The Cupertino, Calif.-based company told workers Monday that the planned return in September was being delayed until at least October, according to a person familiar with the notice. They were promised at least a month’s notice before being called back. Bloomberg News earlier reported the development.
Covid-19 cases have surged in recent days as many companies prepare to return to the office after the summer, raising questions about whether those plans will go forward.
The U.S. has reported an average of 32,287 new coronavirus cases each day over the week, more than double what the seven-day average was 10 days ago, according to a Wall Street Journal analysis of Johns Hopkins data. The Delta variant, or B. 1.617.2, is fueling that rise, according to experts, who say it is now the dominant strain. Existing Covid-19 vaccines are effective against the variant, and the Centers for Disease Control and Prevention says about 48% of the U.S. population is fully vaccinated, though that rate varies by region and age.
Apple early last year was among the first U.S. companies to have workers stay home when the coronavirus pandemic began sweeping the globe. The company developed a track record in the pandemic of being one of the first retailers to close its stores in areas of the U.S. just as they saw a surge in Covid-19 cases, according to a Journal analysis.
Apple began gradually reopening stores, with all of its U.S. retail locations back open in March. The company, too, had been loosening mask restrictions in stores, though is now strongly encouraging all employees to wear masks and requiring them to do so in about 45% of its stores, according to a person familiar with the matter.
With the rise of vaccines in the U.S., many companies have been plotting a return to the world of cubicles and conference rooms—even as some workers express a desire to stay home.
Some, like Apple, had been exploring a hybrid approach. In June, Chief Executive Tim Cook told Apple office workers they would be expected to return to their workspaces three days a week beginning in September.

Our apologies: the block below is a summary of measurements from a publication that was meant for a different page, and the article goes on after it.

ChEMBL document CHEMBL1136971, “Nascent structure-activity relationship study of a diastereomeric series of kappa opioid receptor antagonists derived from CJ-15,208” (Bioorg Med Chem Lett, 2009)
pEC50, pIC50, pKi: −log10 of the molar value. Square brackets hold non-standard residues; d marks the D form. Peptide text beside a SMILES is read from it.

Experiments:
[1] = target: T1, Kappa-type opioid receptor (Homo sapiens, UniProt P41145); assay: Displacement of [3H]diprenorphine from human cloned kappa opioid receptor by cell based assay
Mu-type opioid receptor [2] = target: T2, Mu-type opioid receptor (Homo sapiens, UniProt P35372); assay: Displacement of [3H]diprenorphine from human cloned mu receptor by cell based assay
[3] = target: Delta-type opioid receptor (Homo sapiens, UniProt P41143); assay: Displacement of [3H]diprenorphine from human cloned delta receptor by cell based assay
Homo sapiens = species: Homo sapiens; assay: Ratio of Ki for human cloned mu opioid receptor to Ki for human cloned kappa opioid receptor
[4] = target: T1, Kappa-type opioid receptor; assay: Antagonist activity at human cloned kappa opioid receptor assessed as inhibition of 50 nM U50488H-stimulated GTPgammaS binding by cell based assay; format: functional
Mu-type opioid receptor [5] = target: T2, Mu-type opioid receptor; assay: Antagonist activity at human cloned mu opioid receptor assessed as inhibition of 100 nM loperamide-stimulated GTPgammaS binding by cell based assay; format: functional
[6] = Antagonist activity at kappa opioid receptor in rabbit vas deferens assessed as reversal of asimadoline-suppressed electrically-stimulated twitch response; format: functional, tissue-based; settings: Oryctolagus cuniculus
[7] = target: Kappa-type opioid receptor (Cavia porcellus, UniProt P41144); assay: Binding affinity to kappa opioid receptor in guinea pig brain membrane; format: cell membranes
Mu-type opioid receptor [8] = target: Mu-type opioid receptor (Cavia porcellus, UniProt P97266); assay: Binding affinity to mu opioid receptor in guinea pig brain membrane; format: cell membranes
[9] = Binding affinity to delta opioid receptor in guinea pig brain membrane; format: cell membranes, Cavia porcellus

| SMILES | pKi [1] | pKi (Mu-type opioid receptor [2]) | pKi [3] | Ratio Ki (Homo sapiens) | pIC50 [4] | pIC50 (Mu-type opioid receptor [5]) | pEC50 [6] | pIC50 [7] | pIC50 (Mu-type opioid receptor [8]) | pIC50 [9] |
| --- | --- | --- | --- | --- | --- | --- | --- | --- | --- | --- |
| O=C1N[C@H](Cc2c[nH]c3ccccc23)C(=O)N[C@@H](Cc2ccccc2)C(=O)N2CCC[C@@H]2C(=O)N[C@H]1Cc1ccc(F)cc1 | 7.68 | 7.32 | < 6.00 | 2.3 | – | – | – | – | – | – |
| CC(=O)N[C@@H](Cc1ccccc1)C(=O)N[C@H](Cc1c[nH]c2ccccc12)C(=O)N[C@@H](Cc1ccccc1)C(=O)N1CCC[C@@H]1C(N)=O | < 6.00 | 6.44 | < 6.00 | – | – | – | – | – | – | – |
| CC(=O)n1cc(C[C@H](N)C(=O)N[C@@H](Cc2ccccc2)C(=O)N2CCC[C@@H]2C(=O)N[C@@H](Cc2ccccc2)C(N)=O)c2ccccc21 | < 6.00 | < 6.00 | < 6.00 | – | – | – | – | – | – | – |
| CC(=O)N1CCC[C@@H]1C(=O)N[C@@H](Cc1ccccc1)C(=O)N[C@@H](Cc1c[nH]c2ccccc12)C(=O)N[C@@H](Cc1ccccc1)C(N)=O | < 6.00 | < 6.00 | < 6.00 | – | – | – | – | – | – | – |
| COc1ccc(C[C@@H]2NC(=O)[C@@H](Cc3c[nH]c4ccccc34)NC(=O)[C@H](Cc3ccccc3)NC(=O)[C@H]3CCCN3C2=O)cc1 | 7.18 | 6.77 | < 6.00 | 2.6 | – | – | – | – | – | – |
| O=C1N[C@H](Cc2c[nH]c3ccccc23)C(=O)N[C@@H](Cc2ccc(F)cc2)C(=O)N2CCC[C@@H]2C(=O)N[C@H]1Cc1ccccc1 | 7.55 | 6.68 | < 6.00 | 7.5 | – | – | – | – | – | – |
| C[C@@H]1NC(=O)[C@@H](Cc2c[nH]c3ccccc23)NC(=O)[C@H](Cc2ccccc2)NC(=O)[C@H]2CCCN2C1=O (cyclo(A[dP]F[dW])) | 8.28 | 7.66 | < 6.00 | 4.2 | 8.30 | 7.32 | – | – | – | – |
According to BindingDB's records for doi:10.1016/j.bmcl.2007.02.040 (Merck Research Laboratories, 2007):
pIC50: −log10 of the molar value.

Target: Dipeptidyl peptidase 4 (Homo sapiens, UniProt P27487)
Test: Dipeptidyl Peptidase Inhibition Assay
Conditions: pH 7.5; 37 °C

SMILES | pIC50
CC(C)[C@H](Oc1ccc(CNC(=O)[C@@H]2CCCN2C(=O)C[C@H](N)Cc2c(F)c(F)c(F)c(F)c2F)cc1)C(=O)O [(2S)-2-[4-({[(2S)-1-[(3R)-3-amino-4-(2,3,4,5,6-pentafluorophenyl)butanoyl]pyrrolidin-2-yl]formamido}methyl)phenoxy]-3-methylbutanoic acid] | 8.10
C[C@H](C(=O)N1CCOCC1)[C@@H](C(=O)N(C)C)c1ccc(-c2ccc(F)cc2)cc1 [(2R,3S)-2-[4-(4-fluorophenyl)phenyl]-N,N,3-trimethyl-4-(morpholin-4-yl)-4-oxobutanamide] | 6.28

Other companies, such as firms on Wall Street, have been aggressively trying to get people back, while some, such as Spotify Technology SA, have said workers can choose wherever they want to work.
Technology companies were quick to embrace remote work, but many have yet to publicly signal any changes in their plans due to the rising number of cases in some areas.
Facebook Inc. FB 1.34% said in a statement that it is monitoring the situation closely. Early in the pandemic, the social media giant said its employees could work remotely even after coronavirus lockdowns subsided. Last month, it gave its 60,000 employees a choice to ask permission to keep working at home or go to the office at least half the time.
Amazon.com Inc. AMZN 0.34% was among the companies that consistently signaled to its office workers that it eventually wanted them to work on-site, although the company has offered flexibility. It expects employees and teams to begin coming in regularly by Sept. 7, the company said. Amazon plans to begin winding down its in-house Covid-19 testing program for employees, saying free testing is widely available from many providers.
Staff for Alphabet Inc.’s GOOG 1.14% Google are slated to return to the office in September. The company hasn’t made any updates to that plan, and a Google spokesman said the company continues to monitor developments related to the Delta variant. Google is in the process of introducing a hybrid work plan that will see a fifth of its workforce go fully remote, while another fifth relocates to different offices and the remainder adopts a policy of working in the office about three days a week and remotely two days.
Write to Tim Higgins at Tim.Higgins@WSJ.com
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